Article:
Medico Legal Risks & My Health Record

03 August 2018

By the end of 2018 every Australian will have a My Health Record unless they choose to opt out. The three-month opt out period will commence on 16 July 2018 and end on 15 October 2018. It will still be possible to opt out after this period although a My Health Record will have been created.

There are medicolegal risks that arise if you are a registered Healthcare Provider for the My Health Record but they are no more or less significant than the medicolegal risks relating to the management of hard copy medical records. Hard copy medical records must be comprehensive, reflect that appropriate consent has been obtained and must be accurate. A patient has a right to access their hard copy medical records and a health practice should have appropriate privacy and security policies. It is no different with the My Health Record.

From a risk management it is important to understand that the differences are:

  • Comprehensive: The My Health Record is only a summary of a patient’s medical information. It is not a complete medical record. A health practitioner must continue to maintain complete medical records for a patient and use the My Health Record as an extra source of information not the only source of information;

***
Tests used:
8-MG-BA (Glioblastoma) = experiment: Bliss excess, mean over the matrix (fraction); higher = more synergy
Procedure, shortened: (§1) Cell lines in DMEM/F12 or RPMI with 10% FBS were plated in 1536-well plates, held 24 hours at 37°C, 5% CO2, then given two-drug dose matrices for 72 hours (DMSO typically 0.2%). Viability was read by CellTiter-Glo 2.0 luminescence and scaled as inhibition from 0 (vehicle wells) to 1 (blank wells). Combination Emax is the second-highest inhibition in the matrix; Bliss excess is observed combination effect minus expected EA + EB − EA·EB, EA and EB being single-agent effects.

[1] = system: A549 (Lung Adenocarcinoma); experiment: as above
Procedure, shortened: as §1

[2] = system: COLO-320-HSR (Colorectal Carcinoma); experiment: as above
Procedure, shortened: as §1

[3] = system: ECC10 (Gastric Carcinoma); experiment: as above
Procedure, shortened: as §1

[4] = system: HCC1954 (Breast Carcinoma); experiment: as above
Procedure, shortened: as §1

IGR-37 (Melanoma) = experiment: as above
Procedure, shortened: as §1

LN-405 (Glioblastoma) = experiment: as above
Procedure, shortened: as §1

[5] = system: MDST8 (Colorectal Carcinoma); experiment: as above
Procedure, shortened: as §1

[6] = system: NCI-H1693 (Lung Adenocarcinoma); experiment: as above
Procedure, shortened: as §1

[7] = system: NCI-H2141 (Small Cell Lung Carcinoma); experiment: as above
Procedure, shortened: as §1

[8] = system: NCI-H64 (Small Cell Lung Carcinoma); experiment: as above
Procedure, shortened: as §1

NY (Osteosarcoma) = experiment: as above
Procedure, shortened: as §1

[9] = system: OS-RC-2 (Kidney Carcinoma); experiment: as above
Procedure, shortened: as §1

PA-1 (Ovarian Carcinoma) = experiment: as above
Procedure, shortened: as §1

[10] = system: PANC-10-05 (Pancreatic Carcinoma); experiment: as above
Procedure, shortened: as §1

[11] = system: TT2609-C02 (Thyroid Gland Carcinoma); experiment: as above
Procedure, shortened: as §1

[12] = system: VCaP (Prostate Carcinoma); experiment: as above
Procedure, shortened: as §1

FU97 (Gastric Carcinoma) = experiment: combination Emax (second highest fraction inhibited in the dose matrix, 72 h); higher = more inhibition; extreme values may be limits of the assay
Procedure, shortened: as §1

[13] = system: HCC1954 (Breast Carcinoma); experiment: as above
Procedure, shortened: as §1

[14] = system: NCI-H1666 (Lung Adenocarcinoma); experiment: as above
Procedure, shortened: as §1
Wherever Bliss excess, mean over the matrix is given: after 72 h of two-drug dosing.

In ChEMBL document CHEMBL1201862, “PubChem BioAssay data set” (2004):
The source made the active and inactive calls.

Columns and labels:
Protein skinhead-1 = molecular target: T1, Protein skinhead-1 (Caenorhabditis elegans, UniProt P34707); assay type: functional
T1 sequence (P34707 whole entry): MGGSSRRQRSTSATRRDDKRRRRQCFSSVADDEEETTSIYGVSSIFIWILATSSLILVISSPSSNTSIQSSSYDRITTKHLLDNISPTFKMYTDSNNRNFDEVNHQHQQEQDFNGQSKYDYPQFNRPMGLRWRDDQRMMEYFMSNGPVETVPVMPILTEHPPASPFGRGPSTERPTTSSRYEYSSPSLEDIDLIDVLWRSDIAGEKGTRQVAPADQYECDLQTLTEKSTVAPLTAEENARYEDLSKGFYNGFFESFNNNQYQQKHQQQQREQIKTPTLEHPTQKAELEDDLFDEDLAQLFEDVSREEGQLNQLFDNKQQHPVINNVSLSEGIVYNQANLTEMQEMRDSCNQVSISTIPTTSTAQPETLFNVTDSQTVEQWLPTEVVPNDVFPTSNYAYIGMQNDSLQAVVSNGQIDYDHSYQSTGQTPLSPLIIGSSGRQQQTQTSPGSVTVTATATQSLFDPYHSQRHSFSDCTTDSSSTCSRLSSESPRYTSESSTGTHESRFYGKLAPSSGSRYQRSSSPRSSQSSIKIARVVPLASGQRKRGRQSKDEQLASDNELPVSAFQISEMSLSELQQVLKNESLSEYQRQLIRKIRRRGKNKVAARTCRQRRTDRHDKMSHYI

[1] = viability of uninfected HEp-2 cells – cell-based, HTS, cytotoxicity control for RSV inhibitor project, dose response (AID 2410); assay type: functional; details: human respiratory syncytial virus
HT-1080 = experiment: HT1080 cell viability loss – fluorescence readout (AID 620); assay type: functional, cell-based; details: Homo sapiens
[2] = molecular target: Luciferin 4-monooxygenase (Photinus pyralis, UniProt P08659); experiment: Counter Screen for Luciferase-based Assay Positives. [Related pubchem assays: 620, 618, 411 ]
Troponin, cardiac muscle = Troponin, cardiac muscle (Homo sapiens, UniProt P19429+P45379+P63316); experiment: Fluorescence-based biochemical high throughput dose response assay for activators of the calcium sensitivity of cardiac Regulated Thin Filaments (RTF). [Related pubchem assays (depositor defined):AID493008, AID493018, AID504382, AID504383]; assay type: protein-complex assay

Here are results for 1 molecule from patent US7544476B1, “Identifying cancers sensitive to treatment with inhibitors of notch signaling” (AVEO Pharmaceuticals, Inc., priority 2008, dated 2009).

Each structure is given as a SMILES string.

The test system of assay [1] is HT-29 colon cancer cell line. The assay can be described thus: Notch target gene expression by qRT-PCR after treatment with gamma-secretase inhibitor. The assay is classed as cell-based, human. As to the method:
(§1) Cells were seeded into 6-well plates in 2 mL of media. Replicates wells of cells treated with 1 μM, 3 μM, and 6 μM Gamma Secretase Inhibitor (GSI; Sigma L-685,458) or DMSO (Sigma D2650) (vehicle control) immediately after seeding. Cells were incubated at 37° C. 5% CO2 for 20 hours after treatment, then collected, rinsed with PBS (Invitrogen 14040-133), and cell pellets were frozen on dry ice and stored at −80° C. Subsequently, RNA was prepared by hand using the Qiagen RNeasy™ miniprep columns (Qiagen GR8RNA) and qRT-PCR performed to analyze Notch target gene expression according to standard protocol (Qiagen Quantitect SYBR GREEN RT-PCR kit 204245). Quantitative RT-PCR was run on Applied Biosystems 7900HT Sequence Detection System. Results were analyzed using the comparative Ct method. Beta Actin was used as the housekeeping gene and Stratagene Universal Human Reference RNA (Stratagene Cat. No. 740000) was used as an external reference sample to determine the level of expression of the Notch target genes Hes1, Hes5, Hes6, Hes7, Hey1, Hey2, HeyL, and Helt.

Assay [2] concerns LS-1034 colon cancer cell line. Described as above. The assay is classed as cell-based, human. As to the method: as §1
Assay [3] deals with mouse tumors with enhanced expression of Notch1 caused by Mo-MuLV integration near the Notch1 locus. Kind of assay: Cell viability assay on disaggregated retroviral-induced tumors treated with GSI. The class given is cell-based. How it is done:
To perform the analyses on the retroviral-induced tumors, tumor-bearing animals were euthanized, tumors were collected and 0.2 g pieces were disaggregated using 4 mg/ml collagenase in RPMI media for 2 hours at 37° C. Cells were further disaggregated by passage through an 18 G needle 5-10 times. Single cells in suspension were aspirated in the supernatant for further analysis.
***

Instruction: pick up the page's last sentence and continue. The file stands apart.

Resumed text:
• Consent: There is no need to obtain consent to upload documents to the My Health Record every time a patient is seen or every time a health practitioner wishes to upload a document (apart from Advance Care planning information). An individual provides standing consent upon registration. However, an individual can withdraw consent for a particular record to be uploaded. It is also good practice to keep a patient informed if documents are to be uploaded;
  • Content: Any document that is uploaded must be accurate, up-to-date, not misleading and not defamatory. Any record that is accessed must be considered carefully as to whether it is accurate, up-to-date and fit for purpose;
  • Consumer based: The My Health Record is for the consumer. The patient decides what can be seen and what can be blocked in their own My Health Record. The patient has full access and can decide who else can access their My Health Record; and
  • Computer & IT systems: There are privacy and security obligations on a registered Healthcare Provider including a requirement to have a security and access policy. There is also a requirement to maintain interoperability with the My Health Record system. For many practitioners this will be the biggest change.

This article was written by Karen Keogh, Partner.

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